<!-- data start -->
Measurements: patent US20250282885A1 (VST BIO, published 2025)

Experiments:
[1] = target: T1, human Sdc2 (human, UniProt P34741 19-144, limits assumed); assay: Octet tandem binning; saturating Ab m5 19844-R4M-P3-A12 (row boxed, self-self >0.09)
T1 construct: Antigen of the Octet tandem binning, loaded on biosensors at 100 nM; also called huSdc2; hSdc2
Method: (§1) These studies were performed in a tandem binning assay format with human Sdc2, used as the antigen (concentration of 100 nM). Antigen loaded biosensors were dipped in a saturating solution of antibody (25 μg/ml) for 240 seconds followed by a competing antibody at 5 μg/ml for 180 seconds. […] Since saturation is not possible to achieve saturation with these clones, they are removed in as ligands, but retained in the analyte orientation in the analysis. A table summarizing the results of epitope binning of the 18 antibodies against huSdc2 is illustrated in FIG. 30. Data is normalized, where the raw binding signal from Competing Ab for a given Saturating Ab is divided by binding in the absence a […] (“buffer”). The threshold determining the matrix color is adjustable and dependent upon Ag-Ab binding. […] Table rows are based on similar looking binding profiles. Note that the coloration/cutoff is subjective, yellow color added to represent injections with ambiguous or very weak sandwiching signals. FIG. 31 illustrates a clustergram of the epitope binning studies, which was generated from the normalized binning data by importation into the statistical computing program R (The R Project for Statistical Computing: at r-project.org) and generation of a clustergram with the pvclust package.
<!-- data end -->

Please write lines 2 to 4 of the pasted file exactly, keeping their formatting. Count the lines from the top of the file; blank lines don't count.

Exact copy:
Experiments:
[1] = target: T1, human Sdc2 (human, UniProt P34741 19-144, limits assumed); assay: Octet tandem binning; saturating Ab m5 19844-R4M-P3-A12 (row boxed, self-self >0.09)
T1 construct: Antigen of the Octet tandem binning, loaded on biosensors at 100 nM; also called huSdc2; hSdc2